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  • J. M. Aznárez

The First Post

Updated: Aug 25

Hello. Before I begin, I believe at least a short introduction is in order.


My name is John M. Aznárez, and I work in a small antique bookshop in central Madrid, Spain. It's not a particularly exciting job, but it suits me just fine; most days business is slow, which gives me a lot of time to read, write and browse our shelves. I like doing the latter purely because I take pride in knowing exactly which tomes we have and where they're located; it's a fun challenge that helps keep me entertained.


I fear I have recently come across something else to occupy my mind with, however.


I found it two weeks ago, discarded on the banks of the Manzanares river during my evening walk. I enjoy pacing up and down a certain length of the river's edge once or twice a week, usually on weekends and more often than not after sunset. I should say that the stretch of the Manzanares that runs through Madrid isn't fast-flowing, beautiful or clean: its waters are murky and a greenish-brown colour, and they flow with a ponderous laziness that has always, in my mind, made it seem like they're ridden with some kind of debilitating disease. It is wide and shallow, and its surface is frequently broken by islands of mud and muck which further encumber the already sluggish flow of water. Reeds and other long-stemmed plants grow on and around these islands, and intermittently along both riverbanks. Sometimes small birds will fly down briefly to rest on one of the mud-islets, but they do not linger, and there are no fish. The only fauna that has been able to make that stretch of the river its home is insects - huge swarms of buzzing, flying insects, especially numerous in the summer.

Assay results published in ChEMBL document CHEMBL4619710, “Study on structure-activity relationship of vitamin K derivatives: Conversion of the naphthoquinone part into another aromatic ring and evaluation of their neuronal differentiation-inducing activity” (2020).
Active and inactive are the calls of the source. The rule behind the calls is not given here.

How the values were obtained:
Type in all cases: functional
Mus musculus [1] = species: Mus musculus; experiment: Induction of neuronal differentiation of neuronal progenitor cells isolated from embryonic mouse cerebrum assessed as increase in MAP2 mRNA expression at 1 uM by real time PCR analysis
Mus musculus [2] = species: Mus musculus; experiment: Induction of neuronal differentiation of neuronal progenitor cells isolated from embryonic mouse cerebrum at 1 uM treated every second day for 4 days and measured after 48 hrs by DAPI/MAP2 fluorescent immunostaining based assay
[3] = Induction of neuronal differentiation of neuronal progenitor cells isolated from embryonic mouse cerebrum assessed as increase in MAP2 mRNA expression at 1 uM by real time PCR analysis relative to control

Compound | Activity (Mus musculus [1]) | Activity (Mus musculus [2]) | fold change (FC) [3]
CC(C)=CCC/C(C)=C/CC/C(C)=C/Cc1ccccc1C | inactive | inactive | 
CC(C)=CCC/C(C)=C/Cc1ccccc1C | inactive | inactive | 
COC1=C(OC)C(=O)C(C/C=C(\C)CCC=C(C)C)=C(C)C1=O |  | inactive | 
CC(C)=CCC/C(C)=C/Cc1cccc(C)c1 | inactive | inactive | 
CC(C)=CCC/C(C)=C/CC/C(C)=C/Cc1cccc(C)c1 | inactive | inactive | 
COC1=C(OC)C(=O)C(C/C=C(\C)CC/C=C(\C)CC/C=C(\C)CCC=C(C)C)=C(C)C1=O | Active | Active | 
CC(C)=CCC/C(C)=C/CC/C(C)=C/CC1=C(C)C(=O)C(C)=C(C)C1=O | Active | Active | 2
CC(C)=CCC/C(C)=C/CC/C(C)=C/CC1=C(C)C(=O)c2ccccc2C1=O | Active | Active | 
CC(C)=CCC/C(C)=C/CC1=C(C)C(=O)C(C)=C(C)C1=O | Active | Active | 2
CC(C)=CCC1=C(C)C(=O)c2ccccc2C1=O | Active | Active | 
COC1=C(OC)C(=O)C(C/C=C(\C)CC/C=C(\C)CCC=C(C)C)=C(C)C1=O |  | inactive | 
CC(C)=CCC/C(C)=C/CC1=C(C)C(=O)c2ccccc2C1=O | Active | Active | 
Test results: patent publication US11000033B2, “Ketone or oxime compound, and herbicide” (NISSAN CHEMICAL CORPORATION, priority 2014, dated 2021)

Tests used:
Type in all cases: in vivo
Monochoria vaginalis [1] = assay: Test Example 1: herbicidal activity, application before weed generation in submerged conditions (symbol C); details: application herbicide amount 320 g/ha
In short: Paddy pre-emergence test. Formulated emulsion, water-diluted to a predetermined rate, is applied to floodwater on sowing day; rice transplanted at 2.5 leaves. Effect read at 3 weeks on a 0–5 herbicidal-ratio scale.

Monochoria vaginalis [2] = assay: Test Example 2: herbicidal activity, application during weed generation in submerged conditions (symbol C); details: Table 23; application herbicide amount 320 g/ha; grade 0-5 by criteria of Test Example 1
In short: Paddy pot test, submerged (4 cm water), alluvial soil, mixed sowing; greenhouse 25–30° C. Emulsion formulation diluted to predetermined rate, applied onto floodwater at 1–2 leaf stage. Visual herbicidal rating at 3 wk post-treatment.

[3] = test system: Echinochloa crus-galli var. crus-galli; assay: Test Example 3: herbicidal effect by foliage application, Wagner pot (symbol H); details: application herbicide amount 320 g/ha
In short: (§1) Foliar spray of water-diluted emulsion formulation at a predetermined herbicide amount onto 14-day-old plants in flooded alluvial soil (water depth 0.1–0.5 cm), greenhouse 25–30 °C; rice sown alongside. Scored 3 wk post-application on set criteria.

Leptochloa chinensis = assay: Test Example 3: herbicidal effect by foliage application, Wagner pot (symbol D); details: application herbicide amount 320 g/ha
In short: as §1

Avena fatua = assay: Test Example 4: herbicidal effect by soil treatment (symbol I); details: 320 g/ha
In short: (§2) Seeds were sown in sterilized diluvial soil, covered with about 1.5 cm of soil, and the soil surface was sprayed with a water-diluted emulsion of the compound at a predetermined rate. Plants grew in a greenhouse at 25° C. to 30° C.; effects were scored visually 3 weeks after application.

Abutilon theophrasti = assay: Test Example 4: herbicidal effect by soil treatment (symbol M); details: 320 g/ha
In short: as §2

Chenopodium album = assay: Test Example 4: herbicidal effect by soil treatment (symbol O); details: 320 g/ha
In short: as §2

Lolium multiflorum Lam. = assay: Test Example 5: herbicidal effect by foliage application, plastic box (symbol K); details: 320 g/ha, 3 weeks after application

I tell you this so that you don't make the mistake of thinking that my evening walks by the river are some romantic, idyllic thing: I take them because I spend a lot of time sitting down and it has been pointed out to me on several occasions that I should "move my legs more" - also, the air there is less heavy than in the city centre, despite the smell of stagnated water and decaying flora. My point is that I am not someone prone to embellishing or twisting facts: the stretch of the Manzanares that flows through Madrid is rotten, and so I say it is rotten.


Thus, when I inevitably describe what I found, rusted and half-buried in the muck of one of its banks, as cursed, I ask you to trust me and not dismiss such a statement out of hand, even though I grant you that, by all rights, you should. For what I stumbled across was nothing more than a battered, antique radio set - and yet it is, without a shadow of a doubt, the most disturbing, haunting and utterly terrifying thing I have ever had the misfortune of running into.


Still... I took it with me.





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